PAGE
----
The World Day of Justice was created in recognition of the need to promote all efforts toward reducing poverty, exclusion, and unemployment worldwide.
Social Justice is the way in which human rights are manifested in the everyday lives of people at every level of society.
Young women learning skills at YETEEM Destitute Children and Mothers Fund program training center, Ethiopia
The World Day of Justice was created in recognition of the need to promote all efforts toward reducing poverty, exclusion, and unemployment worldwide. In our day to day life, we can often forget that for so many people around the world, day to day life means an often unfruitful quest for food and clean for their families. Or a day when their children are begging on the streets just to fill their bellies, rather than being in school and gaining an education that can help them break free from this cycle of poverty.
Here at Bread and Water for Africa®, we know firsthand that on this World Day of Social Justice in 2012, most communities in Africa still face a bleak future. Because so many have never had the opportunity to pursue further education or vocational training, their options are extremely limited as far as what they can do to earn an income.
Stuck in this situation, African people are powerless, and in many cases unable to seek out the most basic necessities, but with the right kind of assistance they can empower themselves and take back control of their lives. Bread and Water for Africa® supports groups that are working to provide opportunities for people to educate themselves and learn a trade so that they can provide for their families and change their lives.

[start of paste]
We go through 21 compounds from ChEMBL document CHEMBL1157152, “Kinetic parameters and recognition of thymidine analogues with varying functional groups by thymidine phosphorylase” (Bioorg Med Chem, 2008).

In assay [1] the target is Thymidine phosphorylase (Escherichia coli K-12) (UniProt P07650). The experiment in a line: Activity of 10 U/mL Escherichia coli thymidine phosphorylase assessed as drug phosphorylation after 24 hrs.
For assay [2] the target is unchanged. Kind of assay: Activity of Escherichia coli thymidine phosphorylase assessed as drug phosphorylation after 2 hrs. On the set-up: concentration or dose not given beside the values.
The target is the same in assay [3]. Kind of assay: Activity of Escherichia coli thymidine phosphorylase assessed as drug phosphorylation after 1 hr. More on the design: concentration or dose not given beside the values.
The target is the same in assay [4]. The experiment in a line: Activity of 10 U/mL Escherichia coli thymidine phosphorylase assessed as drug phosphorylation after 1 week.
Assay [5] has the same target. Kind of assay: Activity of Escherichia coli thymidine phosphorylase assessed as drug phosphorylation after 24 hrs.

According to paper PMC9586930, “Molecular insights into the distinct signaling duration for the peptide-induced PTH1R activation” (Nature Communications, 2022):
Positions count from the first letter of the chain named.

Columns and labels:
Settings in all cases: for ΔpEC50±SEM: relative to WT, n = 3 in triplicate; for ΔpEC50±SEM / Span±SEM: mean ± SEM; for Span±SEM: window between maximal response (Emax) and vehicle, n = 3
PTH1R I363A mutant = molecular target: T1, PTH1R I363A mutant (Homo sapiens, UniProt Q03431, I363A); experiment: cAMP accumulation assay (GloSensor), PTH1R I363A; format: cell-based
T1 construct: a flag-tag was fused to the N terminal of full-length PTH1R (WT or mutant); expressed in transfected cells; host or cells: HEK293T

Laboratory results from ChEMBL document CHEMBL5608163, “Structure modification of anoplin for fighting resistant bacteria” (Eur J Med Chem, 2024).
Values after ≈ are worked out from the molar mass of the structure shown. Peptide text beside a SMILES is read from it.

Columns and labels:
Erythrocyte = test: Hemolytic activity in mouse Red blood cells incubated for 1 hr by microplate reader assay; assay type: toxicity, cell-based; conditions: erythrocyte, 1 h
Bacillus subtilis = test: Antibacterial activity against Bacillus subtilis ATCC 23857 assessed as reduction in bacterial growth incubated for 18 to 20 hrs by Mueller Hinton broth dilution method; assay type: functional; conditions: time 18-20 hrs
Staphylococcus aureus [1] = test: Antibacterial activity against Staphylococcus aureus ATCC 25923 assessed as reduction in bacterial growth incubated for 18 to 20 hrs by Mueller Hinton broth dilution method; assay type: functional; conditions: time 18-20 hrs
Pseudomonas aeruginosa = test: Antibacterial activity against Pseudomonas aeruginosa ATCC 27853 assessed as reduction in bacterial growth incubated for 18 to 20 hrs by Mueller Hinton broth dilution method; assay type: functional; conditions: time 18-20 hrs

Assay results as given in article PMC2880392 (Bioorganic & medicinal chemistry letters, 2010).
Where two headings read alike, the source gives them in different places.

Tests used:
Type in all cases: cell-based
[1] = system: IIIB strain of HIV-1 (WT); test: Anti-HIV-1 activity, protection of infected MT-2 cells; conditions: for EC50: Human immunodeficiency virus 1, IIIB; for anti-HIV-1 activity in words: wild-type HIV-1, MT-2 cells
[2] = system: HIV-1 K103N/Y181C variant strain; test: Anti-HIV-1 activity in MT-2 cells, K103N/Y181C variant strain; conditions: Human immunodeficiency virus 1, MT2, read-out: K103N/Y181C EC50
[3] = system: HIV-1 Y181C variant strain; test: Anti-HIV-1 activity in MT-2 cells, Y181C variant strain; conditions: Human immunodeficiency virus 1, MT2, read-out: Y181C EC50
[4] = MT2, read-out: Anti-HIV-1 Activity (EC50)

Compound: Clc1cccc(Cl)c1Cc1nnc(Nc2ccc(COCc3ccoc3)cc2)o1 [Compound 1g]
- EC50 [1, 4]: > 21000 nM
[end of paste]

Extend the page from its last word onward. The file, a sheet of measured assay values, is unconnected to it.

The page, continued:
|The YETEEM Children and Destitute Mothers Fund teaches women in the Afar community and Addis Ababa, Ethiopia, the skills they need to earn an income. They teach computer skills, sewing, embroidery training, wood and metal work. By teaching the women of the Afar region these skills they can now earn an income to support their families.||The Namunkanga Sustainable Farming Program/Evangelical Lutheran Church of Uganda. This program gives heifers to members of the community with the expectation that when that heifer gives birth, they will give the second heifer to another family in need. The milk produced not only provides the family with nutrition, but also with surplus milk to sell for a profit. It is a great way to have a program that is continually growing because of the giving of heifers to new families.|
Feeding the heifers from the Namunkanga Sustainable Farming Program, Uganda
Without opportunities such as these, many have little hope – despite their desire and work ethic – of improving their lives. By helping people create ways they can earn a steady income, you are providing them with the knowledge they need to improve their lives, the lives of their families, and the lives of so many in their community.